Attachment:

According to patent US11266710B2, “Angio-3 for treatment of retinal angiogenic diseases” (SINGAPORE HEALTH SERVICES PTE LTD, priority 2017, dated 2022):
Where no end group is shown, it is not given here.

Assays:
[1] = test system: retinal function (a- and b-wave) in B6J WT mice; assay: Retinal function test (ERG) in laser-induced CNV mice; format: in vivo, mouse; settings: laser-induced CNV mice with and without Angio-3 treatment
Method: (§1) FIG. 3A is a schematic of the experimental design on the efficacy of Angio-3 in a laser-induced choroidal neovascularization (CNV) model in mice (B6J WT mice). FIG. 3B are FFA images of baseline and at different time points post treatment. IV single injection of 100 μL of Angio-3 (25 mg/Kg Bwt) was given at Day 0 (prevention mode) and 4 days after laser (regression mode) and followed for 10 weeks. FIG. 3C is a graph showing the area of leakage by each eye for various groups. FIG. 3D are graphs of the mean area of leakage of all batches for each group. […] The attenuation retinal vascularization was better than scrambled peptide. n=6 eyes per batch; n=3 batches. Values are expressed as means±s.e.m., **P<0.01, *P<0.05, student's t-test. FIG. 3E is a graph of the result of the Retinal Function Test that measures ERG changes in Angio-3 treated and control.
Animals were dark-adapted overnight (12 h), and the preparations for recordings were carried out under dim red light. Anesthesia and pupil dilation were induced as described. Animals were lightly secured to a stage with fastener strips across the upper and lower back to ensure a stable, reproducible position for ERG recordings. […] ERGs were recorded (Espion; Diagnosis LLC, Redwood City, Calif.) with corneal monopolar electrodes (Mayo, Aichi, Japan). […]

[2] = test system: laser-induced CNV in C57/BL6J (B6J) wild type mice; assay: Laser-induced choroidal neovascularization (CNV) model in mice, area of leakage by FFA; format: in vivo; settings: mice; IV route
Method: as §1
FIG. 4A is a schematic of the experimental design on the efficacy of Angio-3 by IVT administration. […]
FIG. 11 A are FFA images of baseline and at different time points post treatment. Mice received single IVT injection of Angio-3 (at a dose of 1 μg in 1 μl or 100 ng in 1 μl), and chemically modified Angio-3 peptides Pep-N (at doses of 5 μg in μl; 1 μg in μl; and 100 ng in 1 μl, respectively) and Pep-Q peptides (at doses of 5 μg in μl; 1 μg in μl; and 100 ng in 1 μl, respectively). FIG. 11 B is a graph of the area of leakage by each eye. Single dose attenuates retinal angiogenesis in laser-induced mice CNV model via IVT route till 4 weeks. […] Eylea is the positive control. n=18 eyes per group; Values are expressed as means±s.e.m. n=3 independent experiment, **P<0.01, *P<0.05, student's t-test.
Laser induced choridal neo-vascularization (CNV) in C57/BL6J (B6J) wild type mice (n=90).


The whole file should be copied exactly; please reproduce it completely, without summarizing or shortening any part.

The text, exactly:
According to patent US11266710B2, “Angio-3 for treatment of retinal angiogenic diseases” (SINGAPORE HEALTH SERVICES PTE LTD, priority 2017, dated 2022):
Where no end group is shown, it is not given here.

Assays:
[1] = test system: retinal function (a- and b-wave) in B6J WT mice; assay: Retinal function test (ERG) in laser-induced CNV mice; format: in vivo, mouse; settings: laser-induced CNV mice with and without Angio-3 treatment
Method: (§1) FIG. 3A is a schematic of the experimental design on the efficacy of Angio-3 in a laser-induced choroidal neovascularization (CNV) model in mice (B6J WT mice). FIG. 3B are FFA images of baseline and at different time points post treatment. IV single injection of 100 μL of Angio-3 (25 mg/Kg Bwt) was given at Day 0 (prevention mode) and 4 days after laser (regression mode) and followed for 10 weeks. FIG. 3C is a graph showing the area of leakage by each eye for various groups. FIG. 3D are graphs of the mean area of leakage of all batches for each group. […] The attenuation retinal vascularization was better than scrambled peptide. n=6 eyes per batch; n=3 batches. Values are expressed as means±s.e.m., **P<0.01, *P<0.05, student's t-test. FIG. 3E is a graph of the result of the Retinal Function Test that measures ERG changes in Angio-3 treated and control.
Animals were dark-adapted overnight (12 h), and the preparations for recordings were carried out under dim red light. Anesthesia and pupil dilation were induced as described. Animals were lightly secured to a stage with fastener strips across the upper and lower back to ensure a stable, reproducible position for ERG recordings. […] ERGs were recorded (Espion; Diagnosis LLC, Redwood City, Calif.) with corneal monopolar electrodes (Mayo, Aichi, Japan). […]

[2] = test system: laser-induced CNV in C57/BL6J (B6J) wild type mice; assay: Laser-induced choroidal neovascularization (CNV) model in mice, area of leakage by FFA; format: in vivo; settings: mice; IV route
Method: as §1
FIG. 4A is a schematic of the experimental design on the efficacy of Angio-3 by IVT administration. […]
FIG. 11 A are FFA images of baseline and at different time points post treatment. Mice received single IVT injection of Angio-3 (at a dose of 1 μg in 1 μl or 100 ng in 1 μl), and chemically modified Angio-3 peptides Pep-N (at doses of 5 μg in μl; 1 μg in μl; and 100 ng in 1 μl, respectively) and Pep-Q peptides (at doses of 5 μg in μl; 1 μg in μl; and 100 ng in 1 μl, respectively). FIG. 11 B is a graph of the area of leakage by each eye. Single dose attenuates retinal angiogenesis in laser-induced mice CNV model via IVT route till 4 weeks. […] Eylea is the positive control. n=18 eyes per group; Values are expressed as means±s.e.m. n=3 independent experiment, **P<0.01, *P<0.05, student's t-test.
Laser induced choridal neo-vascularization (CNV) in C57/BL6J (B6J) wild type mice (n=90).